Even our tractors were Porsches
Growing up in Co Limerick the seasons of the year were marked by the arrival and departure of visitors. These included the swallow, wild geese and human beings. Americans generally came in the summer, those based in England came in February, during what they called ‘half term’, and Dubliners dropped in on their way to the beaches of Kerry or coming back from the Willie Clancy festival.
I remember one particular visitor, a German named Paul, who used to come once a year to service our tractor. Believe it or not, we had a series of Porsche tractors, isn’t that posh? In fact, it borders on the onomatopoeic. Like its motor car Volkswagen cousin, the Porsche tractor had an air-cooled engine with a distinctive tukka-tukka-tukka sound.
It was quite different from the more common Massey and Ford and required some specialist care. This was especially true after the company stopped making tractors in 1964. Mechanics like Paul were dispatched around the world servicing, repairing and supplying parts for the Porsches that remained in service.
He would arrive in our backyard in a Volkswagen campervan that doubled as a mobile workshop. The front and middle of the vehicle contained his living quarters, including a couch-bed, cooker and storage. The back door opened to reveal an array of tools and parts, all neatly stored in wooden compartments where, in true Teutonic order, everything had a place and everything was in its place. As children we didn’t have to be told to stay away from that section of the van, one look at it would tell you that a child would wreak untold destruction were he or she to be let loose anywhere near it.
To us, Paul was an exotic creature, a welcome injection of variety into a monocultural and almost self -contained rural world. From what I can remember, he was completely bald, wore rimless spectacles and looked more like a professor than a mechanic. My father had complete confidence in him, treating him like a demi-god or an oracle ‘who knew what he was doing’, an accolade reserved for a certain few. For weeks afterwards he would sing the praises of Paul repeating over and over, “This tractor is going like a clock, you can’t beat the Germans.”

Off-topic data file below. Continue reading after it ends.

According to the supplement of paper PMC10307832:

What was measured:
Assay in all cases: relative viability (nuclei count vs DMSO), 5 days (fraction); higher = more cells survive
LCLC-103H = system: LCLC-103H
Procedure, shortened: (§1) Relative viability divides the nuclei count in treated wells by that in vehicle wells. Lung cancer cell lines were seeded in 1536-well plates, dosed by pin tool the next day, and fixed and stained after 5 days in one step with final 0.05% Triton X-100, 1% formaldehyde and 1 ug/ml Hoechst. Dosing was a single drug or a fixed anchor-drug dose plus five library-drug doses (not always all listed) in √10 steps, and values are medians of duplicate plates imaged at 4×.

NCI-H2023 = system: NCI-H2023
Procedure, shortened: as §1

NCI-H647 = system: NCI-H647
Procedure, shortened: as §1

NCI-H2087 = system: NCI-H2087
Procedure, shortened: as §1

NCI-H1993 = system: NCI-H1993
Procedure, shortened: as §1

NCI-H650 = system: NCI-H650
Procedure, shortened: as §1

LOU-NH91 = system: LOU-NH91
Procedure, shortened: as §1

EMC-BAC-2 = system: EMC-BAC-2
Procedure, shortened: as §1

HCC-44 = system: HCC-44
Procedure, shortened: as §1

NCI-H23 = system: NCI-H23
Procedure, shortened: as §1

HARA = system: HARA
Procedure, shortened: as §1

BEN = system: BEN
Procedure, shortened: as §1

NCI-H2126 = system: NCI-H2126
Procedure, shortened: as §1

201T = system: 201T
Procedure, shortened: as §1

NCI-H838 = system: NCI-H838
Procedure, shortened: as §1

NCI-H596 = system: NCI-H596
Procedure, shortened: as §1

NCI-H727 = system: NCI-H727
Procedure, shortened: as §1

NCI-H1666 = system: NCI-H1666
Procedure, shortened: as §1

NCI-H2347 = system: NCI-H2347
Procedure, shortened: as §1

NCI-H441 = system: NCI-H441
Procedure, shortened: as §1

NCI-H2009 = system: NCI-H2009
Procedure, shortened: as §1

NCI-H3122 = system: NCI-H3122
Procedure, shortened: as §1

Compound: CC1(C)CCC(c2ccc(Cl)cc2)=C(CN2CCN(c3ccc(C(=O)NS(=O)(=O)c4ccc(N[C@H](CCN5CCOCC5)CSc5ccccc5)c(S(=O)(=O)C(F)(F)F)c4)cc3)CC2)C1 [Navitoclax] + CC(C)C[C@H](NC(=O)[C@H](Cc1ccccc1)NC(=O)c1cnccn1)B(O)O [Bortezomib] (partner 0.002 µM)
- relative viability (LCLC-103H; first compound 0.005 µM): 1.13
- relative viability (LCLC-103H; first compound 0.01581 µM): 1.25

When I progressed to secondary school and made ‘townie’ friends they wouldn’t believe me when I told them we owned a Porsche tractor. As there were no mobile phones at that time, and very few people possessed a camera, I couldn’t organise a photograph to prove my story. Indeed, for a short period of time we had two Porsches, a Standard and a Super. My father had up-graded to the Super model and was waiting to have the front-loader transferred from the humble Standard before parting with it. In the meantime, my aunt and uncle lost a haybarn full of hay to fire and the little Standard, with its loader, was pressed into service and spent a week loading mountains of hay gathered by the neighbours to replace what was lost. I remember my father saying it did the work of a thousand men.
If bumper stickers had been in fashion at that time we would have had one attached to the family saloon that read, ‘Never mind this wreck, my tractor is a Porsche.’ As the 1960s gave way to the 1970s Paul stopped coming and we moved on from the trusty Porsche.
I digress, I was getting around to telling you about another annual visitor to our house; a man would arrive in August, just before my parents went for their holidays to Liscannor. He would suggest that they might use the holiday to take up golf and play a few rounds at nearby Lahinch. My father would tell him the only rounds he was interested in were the ones he would buy over the counter in Joe McHugh’s pub. As the years moved on, and the children in the house got progressed into young adulthood, our August visitor would wonder if any of us had even the slightest sign of marital intentions, “Come on,” he would say, “I’m blue mowldy for a day out.”
It is only now, after all these weeks of confinement, I know what he meant. The anxiety for a day out is rising in me and I can almost feel the blue ‘mowld’ gathering around my itchy feet. The absence of visitors and the limited nature of social interaction is causing the unventilated mind to fall in on itself.
Meanwhile, Christmas is coming and the Scrooge-like pronouncements emanating from Leinster House are far from encouraging, there’s more ‘ho-ho-ho’ to be found in a 1980s budget speech. We can only hope that visitors will soon be free to come and go as they please, until then we can only remember a time when they did, a golden era, when even our tractors were Porsches.
First published in the Farming Independent, Tuesday, November 17th 2020